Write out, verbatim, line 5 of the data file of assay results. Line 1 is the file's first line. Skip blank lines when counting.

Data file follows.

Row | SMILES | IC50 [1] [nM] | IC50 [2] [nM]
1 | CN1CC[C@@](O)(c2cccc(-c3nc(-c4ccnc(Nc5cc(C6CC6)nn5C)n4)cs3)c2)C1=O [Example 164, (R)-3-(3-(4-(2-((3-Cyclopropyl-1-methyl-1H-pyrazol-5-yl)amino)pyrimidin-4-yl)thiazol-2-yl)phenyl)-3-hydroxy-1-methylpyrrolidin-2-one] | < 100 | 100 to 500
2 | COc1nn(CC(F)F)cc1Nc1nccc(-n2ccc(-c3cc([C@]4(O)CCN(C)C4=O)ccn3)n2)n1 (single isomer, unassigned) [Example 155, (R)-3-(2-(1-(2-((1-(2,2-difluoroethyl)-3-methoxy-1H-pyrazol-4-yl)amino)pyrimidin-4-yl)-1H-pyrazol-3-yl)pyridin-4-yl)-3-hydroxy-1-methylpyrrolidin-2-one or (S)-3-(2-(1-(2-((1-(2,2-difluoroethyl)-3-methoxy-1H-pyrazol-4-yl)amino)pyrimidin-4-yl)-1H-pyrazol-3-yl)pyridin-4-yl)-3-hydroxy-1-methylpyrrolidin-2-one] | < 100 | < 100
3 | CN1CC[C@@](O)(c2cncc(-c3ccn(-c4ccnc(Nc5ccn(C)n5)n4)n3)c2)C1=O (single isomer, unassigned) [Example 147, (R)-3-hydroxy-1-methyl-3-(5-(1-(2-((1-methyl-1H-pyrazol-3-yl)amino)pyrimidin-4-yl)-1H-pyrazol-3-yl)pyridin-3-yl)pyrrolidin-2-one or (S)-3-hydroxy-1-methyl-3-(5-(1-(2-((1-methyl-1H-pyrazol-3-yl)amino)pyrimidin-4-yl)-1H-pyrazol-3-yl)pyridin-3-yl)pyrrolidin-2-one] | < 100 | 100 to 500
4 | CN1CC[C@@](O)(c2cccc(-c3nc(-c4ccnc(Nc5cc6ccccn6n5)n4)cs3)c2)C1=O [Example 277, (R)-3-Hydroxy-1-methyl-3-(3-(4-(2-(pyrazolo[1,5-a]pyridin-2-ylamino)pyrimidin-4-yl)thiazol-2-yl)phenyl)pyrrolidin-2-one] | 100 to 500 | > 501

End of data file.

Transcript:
4 | CN1CC[C@@](O)(c2cccc(-c3nc(-c4ccnc(Nc5cc6ccccn6n5)n4)cs3)c2)C1=O [Example 277, (R)-3-Hydroxy-1-methyl-3-(3-(4-(2-(pyrazolo[1,5-a]pyridin-2-ylamino)pyrimidin-4-yl)thiazol-2-yl)phenyl)pyrrolidin-2-one] | 100 to 500 | > 501